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The pin in this hair piece is a reproduction of the 10th century pin discovered in the excavations of the Viking settlement of Hedeby in Denmark. It is Scottish made from fine English Pewter in the Borre art style. Its construction makes it versatile, it can be used as a hair pin or a cloak or shawl pin. The head of the dragon presents a hole, through which a chord or thong can be treaded to hold the pin in place if needed.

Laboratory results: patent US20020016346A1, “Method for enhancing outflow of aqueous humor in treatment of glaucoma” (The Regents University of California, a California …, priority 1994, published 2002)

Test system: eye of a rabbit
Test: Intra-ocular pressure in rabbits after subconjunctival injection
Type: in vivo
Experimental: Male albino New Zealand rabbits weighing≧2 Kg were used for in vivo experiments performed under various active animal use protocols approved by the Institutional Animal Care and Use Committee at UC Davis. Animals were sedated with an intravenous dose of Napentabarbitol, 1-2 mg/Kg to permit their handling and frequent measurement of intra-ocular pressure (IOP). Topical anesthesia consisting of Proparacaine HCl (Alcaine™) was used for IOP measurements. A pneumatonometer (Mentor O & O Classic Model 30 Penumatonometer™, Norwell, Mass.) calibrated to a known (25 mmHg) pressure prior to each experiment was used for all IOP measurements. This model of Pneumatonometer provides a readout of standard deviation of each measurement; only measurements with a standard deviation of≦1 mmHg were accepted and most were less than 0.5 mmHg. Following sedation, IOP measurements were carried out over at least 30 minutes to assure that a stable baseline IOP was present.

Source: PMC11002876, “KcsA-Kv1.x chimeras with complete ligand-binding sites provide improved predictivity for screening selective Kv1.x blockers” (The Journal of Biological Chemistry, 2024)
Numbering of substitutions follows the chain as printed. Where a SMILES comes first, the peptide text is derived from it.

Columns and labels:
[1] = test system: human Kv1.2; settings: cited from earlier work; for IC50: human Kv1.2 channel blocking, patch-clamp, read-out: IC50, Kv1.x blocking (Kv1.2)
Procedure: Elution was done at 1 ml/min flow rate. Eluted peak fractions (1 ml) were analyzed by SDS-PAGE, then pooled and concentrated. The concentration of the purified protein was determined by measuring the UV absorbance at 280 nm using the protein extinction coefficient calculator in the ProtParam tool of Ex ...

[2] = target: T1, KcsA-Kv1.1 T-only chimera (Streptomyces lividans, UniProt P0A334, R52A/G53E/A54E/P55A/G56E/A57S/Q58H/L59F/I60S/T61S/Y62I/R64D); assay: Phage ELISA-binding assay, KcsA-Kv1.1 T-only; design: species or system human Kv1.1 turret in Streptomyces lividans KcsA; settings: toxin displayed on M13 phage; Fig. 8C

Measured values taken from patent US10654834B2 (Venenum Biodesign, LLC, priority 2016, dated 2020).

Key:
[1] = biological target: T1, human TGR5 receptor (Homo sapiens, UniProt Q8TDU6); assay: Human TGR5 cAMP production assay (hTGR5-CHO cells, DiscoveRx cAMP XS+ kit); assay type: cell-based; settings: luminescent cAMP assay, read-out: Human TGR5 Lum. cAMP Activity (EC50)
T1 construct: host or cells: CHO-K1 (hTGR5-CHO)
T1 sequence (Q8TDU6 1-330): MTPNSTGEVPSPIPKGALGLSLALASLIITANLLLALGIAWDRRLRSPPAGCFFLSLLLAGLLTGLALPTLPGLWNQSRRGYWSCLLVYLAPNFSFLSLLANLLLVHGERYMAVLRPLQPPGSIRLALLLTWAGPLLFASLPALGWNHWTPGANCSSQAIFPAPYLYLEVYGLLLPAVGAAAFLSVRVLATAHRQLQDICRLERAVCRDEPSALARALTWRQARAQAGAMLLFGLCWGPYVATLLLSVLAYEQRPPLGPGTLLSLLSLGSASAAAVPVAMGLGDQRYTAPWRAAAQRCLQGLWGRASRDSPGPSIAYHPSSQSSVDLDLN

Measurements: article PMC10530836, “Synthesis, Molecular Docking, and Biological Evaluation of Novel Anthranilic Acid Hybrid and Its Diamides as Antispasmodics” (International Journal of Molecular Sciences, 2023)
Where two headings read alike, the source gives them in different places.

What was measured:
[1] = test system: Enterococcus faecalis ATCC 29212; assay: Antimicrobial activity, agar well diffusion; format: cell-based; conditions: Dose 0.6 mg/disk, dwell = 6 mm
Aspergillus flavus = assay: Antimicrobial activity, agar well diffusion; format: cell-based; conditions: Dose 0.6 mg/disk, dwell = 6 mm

The Borre style was named for a set of bridle mounts from a ship burial at Borre, Norway. The Borre overlaps with the Oseberg and the Jelling styles, periods specific to the Viking Age. While the gripping beast remains, the sinuous creature of the Oseberg style now boasts a triangular head, a cat-like face with round eyes and protruding ears. This style appears to be purely Norse with no outside influences. It has appeared in Iceland, Russia, England, which shows Viking art existed wherever they went. Borre was prominent from the end of the 9th century to the middle of the 10th.